Finally, the soldiers put Jesus’ clothes back on Him and put a huge, heavy wooden cross on His back to carry up the street to a hill to kill Him on it. As Jesus was carrying the cross, He fell in the street and could walk no more because He was so weak from all the beatings. The soldiers grabbed a man on the street and made him carry Jesus’ cross the rest of the way. When they got to the hill called Golgotha, which means skull because it looks like a skeleton head from a distance, the soldiers hammered big nails in Jesus hands and feet and picked the cross up, putting it between two bad men.

They lifted poor Jesus up there until they thought He was dead and then stabbed Him in the side just to make sure. The sky turned pitch black in the middle of the day, and a big earthquake happened that shook everyone. They took Jesus off the cross and put Him in a grave; it was like a cave. They rolled a huge heavy rock in front of the grave and put a soldier outside of it because they had heard rumors that Jesus would come back to life.

We know that in three days that is just what happened. Jesus did come back to life (resurrected) on what we now celebrate as Easter – this Sunday.

Jesus suffered greatly that Friday – more than we can ever imagine. He carried out God’s plan of salvation for you and me because He loved us so much that He wanted us to be forever forgiven of our sins and able to live with Him in heaven. The Bible says that there is no love greater than to give one’s life for a friend. This is exactly what Jesus did because He is our friend forever and ever. This is a sad story for sure when we think of Jesus’ physical and mental pain that day, but remember the even more important part of the story: Jesus’ resurrection that Sunday morning when all the earth rejoiced in His re-life.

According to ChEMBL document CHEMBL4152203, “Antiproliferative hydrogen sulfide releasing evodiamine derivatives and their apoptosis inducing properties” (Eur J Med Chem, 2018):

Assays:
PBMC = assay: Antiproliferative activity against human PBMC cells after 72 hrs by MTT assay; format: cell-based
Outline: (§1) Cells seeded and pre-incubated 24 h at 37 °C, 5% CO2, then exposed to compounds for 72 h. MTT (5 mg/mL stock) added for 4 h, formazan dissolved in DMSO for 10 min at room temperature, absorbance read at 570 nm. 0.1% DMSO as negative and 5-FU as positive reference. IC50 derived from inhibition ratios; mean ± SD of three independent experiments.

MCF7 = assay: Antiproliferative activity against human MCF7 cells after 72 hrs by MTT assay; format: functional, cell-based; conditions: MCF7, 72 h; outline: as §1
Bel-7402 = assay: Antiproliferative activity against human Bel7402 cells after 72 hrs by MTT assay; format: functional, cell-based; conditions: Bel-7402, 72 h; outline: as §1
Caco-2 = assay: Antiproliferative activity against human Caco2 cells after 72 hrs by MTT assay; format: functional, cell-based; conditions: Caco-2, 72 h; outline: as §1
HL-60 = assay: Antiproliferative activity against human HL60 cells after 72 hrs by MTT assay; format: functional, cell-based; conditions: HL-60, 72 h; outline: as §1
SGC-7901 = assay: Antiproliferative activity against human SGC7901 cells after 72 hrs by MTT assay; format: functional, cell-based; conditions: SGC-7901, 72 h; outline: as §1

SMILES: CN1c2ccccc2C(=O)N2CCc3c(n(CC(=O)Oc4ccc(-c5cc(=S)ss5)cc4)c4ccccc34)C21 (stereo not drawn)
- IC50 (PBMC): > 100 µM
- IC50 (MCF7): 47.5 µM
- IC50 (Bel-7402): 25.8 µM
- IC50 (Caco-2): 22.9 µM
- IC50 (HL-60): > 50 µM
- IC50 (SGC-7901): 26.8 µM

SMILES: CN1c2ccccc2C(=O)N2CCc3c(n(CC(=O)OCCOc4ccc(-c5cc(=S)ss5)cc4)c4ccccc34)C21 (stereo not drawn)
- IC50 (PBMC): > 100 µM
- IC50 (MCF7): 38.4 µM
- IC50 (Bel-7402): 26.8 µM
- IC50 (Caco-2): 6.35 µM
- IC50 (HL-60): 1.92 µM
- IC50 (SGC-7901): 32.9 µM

As you wake up to Easter baskets, colored eggs, and candy this Sunday, take a few moments to remember the real reason we celebrate Easter and tell Jesus thank You for all He did then and still does for us now. Then have a chocolate Easter egg to celebrate!

Let’s say a prayer for Easter. Thank You Jesus for suffering and dying for us, so that we might be able to ask forgiveness when we do wrong and then live with You forever. Help us to always remember the joy of Easter and its real meaning. Happy Easter Jesus! We love You! Amen.

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By Ann Moody

God’s Kids Korner

Ann Moody is a retired pastor, formerly of the Wilkesville First Presbyterian Church and the Middleport First Presbyterian Church. Viewpoints expressed in the article are the work of the author.

Ann Moody is a retired pastor, formerly of the Wilkesville First Presbyterian Church and the Middleport First Presbyterian Church. Viewpoints expressed in the article are the work of the author.